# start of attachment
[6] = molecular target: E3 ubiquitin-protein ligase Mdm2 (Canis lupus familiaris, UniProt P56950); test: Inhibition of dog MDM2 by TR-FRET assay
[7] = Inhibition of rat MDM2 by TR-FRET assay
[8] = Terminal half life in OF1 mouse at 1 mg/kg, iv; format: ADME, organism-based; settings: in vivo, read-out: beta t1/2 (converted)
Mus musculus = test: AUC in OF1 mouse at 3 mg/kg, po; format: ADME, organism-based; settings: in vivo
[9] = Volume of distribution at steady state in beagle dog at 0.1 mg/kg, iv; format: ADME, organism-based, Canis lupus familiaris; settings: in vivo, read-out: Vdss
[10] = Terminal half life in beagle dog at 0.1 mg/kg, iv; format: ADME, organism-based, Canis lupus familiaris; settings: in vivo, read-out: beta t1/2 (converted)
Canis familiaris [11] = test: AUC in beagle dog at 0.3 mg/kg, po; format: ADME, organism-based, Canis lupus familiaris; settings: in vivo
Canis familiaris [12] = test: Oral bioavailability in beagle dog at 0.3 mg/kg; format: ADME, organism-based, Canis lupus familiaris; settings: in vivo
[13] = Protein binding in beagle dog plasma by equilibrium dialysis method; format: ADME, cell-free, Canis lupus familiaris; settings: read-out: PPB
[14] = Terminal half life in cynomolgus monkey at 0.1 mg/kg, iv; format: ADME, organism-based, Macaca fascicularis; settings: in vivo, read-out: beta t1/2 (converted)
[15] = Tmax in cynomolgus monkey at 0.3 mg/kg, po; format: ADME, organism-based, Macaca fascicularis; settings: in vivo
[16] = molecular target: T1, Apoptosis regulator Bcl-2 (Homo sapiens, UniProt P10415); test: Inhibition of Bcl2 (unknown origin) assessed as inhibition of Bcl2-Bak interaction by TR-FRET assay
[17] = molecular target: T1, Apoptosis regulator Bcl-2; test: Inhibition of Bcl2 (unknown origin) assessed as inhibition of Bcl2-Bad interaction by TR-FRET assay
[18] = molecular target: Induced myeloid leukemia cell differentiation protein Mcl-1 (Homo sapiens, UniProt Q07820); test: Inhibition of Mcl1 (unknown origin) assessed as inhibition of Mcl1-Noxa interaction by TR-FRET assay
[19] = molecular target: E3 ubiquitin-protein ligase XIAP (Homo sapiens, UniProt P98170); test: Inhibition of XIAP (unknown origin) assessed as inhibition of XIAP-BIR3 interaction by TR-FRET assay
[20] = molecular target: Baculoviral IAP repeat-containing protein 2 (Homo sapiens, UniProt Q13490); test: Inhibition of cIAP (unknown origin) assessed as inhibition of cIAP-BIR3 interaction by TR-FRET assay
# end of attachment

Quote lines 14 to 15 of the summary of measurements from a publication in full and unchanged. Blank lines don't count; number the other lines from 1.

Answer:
[18] = molecular target: Induced myeloid leukemia cell differentiation protein Mcl-1 (Homo sapiens, UniProt Q07820); test: Inhibition of Mcl1 (unknown origin) assessed as inhibition of Mcl1-Noxa interaction by TR-FRET assay
[19] = molecular target: E3 ubiquitin-protein ligase XIAP (Homo sapiens, UniProt P98170); test: Inhibition of XIAP (unknown origin) assessed as inhibition of XIAP-BIR3 interaction by TR-FRET assay